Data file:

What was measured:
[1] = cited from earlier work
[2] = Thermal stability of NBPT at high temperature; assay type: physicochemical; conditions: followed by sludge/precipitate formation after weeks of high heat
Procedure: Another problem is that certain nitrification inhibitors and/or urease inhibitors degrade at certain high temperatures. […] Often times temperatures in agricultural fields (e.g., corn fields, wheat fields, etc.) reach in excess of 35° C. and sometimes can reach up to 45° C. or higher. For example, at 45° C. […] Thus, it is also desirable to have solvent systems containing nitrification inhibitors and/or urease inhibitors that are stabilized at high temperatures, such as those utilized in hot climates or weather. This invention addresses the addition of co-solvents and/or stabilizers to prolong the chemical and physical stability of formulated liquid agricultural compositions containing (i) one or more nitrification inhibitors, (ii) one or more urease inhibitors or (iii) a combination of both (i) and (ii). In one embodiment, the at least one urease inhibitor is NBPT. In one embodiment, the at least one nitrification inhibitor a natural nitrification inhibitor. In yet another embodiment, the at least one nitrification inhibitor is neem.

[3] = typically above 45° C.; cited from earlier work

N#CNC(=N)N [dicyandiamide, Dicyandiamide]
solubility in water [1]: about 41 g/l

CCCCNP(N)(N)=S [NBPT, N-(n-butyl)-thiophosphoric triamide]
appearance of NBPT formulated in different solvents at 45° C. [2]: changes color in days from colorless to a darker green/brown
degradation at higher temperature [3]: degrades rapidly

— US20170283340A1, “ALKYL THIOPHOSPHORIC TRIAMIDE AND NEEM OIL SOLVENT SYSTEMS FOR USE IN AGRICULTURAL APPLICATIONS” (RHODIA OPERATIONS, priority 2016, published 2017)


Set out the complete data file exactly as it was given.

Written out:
What was measured:
[1] = cited from earlier work
[2] = Thermal stability of NBPT at high temperature; assay type: physicochemical; conditions: followed by sludge/precipitate formation after weeks of high heat
Procedure: Another problem is that certain nitrification inhibitors and/or urease inhibitors degrade at certain high temperatures. […] Often times temperatures in agricultural fields (e.g., corn fields, wheat fields, etc.) reach in excess of 35° C. and sometimes can reach up to 45° C. or higher. For example, at 45° C. […] Thus, it is also desirable to have solvent systems containing nitrification inhibitors and/or urease inhibitors that are stabilized at high temperatures, such as those utilized in hot climates or weather. This invention addresses the addition of co-solvents and/or stabilizers to prolong the chemical and physical stability of formulated liquid agricultural compositions containing (i) one or more nitrification inhibitors, (ii) one or more urease inhibitors or (iii) a combination of both (i) and (ii). In one embodiment, the at least one urease inhibitor is NBPT. In one embodiment, the at least one nitrification inhibitor a natural nitrification inhibitor. In yet another embodiment, the at least one nitrification inhibitor is neem.

[3] = typically above 45° C.; cited from earlier work

N#CNC(=N)N [dicyandiamide, Dicyandiamide]
solubility in water [1]: about 41 g/l

CCCCNP(N)(N)=S [NBPT, N-(n-butyl)-thiophosphoric triamide]
appearance of NBPT formulated in different solvents at 45° C. [2]: changes color in days from colorless to a darker green/brown
degradation at higher temperature [3]: degrades rapidly

— US20170283340A1, “ALKYL THIOPHOSPHORIC TRIAMIDE AND NEEM OIL SOLVENT SYSTEMS FOR USE IN AGRICULTURAL APPLICATIONS” (RHODIA OPERATIONS, priority 2016, published 2017)